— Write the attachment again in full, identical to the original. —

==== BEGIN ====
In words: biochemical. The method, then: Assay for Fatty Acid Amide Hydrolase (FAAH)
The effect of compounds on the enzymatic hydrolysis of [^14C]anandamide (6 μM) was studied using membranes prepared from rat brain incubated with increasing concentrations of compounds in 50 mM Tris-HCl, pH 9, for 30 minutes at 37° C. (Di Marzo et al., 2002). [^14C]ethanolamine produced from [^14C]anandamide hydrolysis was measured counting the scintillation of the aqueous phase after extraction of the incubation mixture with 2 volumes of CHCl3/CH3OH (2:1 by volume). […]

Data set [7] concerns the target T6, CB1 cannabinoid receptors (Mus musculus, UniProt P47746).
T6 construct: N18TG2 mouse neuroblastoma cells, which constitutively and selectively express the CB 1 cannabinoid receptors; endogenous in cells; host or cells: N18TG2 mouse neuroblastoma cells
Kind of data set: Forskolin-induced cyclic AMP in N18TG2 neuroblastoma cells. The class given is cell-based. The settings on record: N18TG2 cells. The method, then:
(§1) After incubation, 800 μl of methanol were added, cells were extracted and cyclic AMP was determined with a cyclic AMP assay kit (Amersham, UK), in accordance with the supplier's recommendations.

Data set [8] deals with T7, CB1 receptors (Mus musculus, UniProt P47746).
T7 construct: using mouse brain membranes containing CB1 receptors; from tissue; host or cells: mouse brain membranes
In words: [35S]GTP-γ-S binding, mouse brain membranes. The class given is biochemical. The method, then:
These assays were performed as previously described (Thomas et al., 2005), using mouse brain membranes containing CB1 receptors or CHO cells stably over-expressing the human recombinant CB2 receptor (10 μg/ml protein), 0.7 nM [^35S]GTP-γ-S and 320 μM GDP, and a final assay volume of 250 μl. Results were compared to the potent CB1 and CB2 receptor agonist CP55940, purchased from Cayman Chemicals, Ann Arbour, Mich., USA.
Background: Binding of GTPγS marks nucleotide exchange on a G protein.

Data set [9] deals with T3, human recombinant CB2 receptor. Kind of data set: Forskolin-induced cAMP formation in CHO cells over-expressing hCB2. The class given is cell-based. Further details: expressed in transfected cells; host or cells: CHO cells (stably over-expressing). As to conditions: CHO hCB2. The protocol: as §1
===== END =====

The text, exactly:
In words: biochemical. The method, then: Assay for Fatty Acid Amide Hydrolase (FAAH)
The effect of compounds on the enzymatic hydrolysis of [^14C]anandamide (6 μM) was studied using membranes prepared from rat brain incubated with increasing concentrations of compounds in 50 mM Tris-HCl, pH 9, for 30 minutes at 37° C. (Di Marzo et al., 2002). [^14C]ethanolamine produced from [^14C]anandamide hydrolysis was measured counting the scintillation of the aqueous phase after extraction of the incubation mixture with 2 volumes of CHCl3/CH3OH (2:1 by volume). […]

Data set [7] concerns the target T6, CB1 cannabinoid receptors (Mus musculus, UniProt P47746).
T6 construct: N18TG2 mouse neuroblastoma cells, which constitutively and selectively express the CB 1 cannabinoid receptors; endogenous in cells; host or cells: N18TG2 mouse neuroblastoma cells
Kind of data set: Forskolin-induced cyclic AMP in N18TG2 neuroblastoma cells. The class given is cell-based. The settings on record: N18TG2 cells. The method, then:
(§1) After incubation, 800 μl of methanol were added, cells were extracted and cyclic AMP was determined with a cyclic AMP assay kit (Amersham, UK), in accordance with the supplier's recommendations.

Data set [8] deals with T7, CB1 receptors (Mus musculus, UniProt P47746).
T7 construct: using mouse brain membranes containing CB1 receptors; from tissue; host or cells: mouse brain membranes
In words: [35S]GTP-γ-S binding, mouse brain membranes. The class given is biochemical. The method, then:
These assays were performed as previously described (Thomas et al., 2005), using mouse brain membranes containing CB1 receptors or CHO cells stably over-expressing the human recombinant CB2 receptor (10 μg/ml protein), 0.7 nM [^35S]GTP-γ-S and 320 μM GDP, and a final assay volume of 250 μl. Results were compared to the potent CB1 and CB2 receptor agonist CP55940, purchased from Cayman Chemicals, Ann Arbour, Mich., USA.
Background: Binding of GTPγS marks nucleotide exchange on a G protein.

Data set [9] deals with T3, human recombinant CB2 receptor. Kind of data set: Forskolin-induced cAMP formation in CHO cells over-expressing hCB2. The class given is cell-based. Further details: expressed in transfected cells; host or cells: CHO cells (stably over-expressing). As to conditions: CHO hCB2. The protocol: as §1